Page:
Volcano Villarrica in southern Chile erupted in the early hours of Tuesday, sending ash and lava high into the sky, and forcing the evacuation of nearby communities. Rough Cut (No reporter narration)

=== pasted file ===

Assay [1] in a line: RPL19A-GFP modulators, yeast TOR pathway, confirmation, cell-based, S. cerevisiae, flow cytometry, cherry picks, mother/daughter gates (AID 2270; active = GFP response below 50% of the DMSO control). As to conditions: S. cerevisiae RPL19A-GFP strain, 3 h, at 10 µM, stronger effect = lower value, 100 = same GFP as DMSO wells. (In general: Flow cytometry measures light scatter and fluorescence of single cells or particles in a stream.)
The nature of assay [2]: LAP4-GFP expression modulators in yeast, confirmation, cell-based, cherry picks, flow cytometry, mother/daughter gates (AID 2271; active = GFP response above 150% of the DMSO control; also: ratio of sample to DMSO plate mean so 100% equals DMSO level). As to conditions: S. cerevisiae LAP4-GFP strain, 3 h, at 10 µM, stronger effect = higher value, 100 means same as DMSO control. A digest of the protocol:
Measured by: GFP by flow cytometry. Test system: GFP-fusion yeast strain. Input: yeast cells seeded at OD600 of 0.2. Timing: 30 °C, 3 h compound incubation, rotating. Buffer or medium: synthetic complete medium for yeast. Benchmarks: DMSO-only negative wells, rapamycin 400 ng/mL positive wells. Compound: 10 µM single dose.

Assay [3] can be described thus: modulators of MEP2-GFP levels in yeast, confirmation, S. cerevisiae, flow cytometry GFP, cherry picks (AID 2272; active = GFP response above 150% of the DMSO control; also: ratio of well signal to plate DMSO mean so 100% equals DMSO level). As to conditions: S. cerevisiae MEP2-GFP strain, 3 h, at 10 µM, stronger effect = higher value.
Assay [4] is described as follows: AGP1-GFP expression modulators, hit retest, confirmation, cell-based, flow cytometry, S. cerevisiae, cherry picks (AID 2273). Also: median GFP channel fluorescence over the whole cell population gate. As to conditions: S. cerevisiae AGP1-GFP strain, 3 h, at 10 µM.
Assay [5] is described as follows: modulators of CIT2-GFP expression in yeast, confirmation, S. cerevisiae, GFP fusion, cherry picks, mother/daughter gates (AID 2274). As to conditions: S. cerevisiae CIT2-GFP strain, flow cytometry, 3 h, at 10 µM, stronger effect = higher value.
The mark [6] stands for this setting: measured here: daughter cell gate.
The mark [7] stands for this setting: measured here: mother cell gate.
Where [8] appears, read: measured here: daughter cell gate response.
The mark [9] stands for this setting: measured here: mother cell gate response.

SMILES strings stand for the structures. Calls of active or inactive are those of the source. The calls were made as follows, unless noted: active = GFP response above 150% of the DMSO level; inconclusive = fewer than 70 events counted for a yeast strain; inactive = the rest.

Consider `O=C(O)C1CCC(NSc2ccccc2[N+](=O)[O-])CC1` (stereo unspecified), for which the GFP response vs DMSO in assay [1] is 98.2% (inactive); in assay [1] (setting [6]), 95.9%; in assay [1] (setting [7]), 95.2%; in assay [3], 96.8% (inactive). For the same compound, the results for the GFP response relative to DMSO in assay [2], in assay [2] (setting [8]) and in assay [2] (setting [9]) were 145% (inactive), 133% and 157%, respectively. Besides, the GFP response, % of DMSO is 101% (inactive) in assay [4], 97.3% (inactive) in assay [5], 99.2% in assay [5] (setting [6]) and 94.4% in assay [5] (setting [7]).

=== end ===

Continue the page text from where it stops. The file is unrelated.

--AUDIO AS INCOMING-- ROUGH CUT (No reporter narration) The volcano, located near the popular tourist resort of Pucon around 750 km (460 miles) south of the capital Santiago, is one of South America's most active. It last erupted in 2000. Television pictures showed orange lava and ash shooting into the night sky when it erupted at around 3 am local time (0600 GMT), although it looked quieter as dawn broke. Some 3,385 people had been evacuated as a preventative measure, said Interior Minister Rodrigo Penailillo. The government held an emergency meeting with the police and military in the presidential palace in Santiago on Tuesday morning to discuss the situation. Chile, situated on the so-called Pacific Rim of Fire, has the second largest chain of volcanoes in the world after Indonesia, including around 500 that are potentially active. In 2011, the eruption of Puyehue sent an ash cloud into the atmosphere that disrupted flights in neighboring Argentina for months. Penailillo said experts were flying over the Villarrica area to determine next steps.